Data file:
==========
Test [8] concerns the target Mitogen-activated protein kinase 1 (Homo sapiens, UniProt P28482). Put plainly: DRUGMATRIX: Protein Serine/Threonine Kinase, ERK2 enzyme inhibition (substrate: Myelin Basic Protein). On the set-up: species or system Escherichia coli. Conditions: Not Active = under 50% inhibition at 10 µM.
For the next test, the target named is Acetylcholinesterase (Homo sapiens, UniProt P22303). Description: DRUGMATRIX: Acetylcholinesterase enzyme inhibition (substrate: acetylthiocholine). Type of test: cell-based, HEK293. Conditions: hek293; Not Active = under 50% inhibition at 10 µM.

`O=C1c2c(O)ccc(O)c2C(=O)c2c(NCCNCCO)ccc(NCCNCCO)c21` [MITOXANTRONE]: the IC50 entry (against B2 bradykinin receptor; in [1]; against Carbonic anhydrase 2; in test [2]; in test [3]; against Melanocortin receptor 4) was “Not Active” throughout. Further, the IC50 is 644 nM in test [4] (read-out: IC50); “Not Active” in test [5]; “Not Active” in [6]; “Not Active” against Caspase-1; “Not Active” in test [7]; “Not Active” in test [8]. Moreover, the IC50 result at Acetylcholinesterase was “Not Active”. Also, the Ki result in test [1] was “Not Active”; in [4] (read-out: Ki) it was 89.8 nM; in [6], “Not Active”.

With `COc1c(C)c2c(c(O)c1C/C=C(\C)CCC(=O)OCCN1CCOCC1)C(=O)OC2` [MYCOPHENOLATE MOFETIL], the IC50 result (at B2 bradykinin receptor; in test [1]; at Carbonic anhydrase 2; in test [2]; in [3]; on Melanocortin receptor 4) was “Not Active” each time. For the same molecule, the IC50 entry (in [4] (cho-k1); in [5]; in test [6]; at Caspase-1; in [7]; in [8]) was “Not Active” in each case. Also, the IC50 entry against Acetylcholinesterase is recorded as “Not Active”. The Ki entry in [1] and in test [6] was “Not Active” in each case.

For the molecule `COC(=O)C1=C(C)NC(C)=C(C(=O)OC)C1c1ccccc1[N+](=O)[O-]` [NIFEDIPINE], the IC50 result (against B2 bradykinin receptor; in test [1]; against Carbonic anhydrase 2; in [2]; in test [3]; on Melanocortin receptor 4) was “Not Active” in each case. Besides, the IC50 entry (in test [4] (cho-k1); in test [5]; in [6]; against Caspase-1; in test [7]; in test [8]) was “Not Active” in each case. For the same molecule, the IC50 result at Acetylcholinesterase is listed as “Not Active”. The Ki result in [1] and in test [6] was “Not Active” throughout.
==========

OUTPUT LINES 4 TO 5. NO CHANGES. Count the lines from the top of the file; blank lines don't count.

With `COc1c(C)c2c(c(O)c1C/C=C(\C)CCC(=O)OCCN1CCOCC1)C(=O)OC2` [MYCOPHENOLATE MOFETIL], the IC50 result (at B2 bradykinin receptor; in test [1]; at Carbonic anhydrase 2; in test [2]; in [3]; on Melanocortin receptor 4) was “Not Active” each time. For the same molecule, the IC50 entry (in [4] (cho-k1); in [5]; in test [6]; at Caspase-1; in [7]; in [8]) was “Not Active” in each case. Also, the IC50 entry against Acetylcholinesterase is recorded as “Not Active”. The Ki entry in [1] and in test [6] was “Not Active” in each case.

For the molecule `COC(=O)C1=C(C)NC(C)=C(C(=O)OC)C1c1ccccc1[N+](=O)[O-]` [NIFEDIPINE], the IC50 result (against B2 bradykinin receptor; in test [1]; against Carbonic anhydrase 2; in [2]; in test [3]; on Melanocortin receptor 4) was “Not Active” in each case. Besides, the IC50 entry (in test [4] (cho-k1); in test [5]; in [6]; against Caspase-1; in test [7]; in test [8]) was “Not Active” in each case. For the same molecule, the IC50 result at Acetylcholinesterase is listed as “Not Active”. The Ki result in [1] and in test [6] was “Not Active” throughout.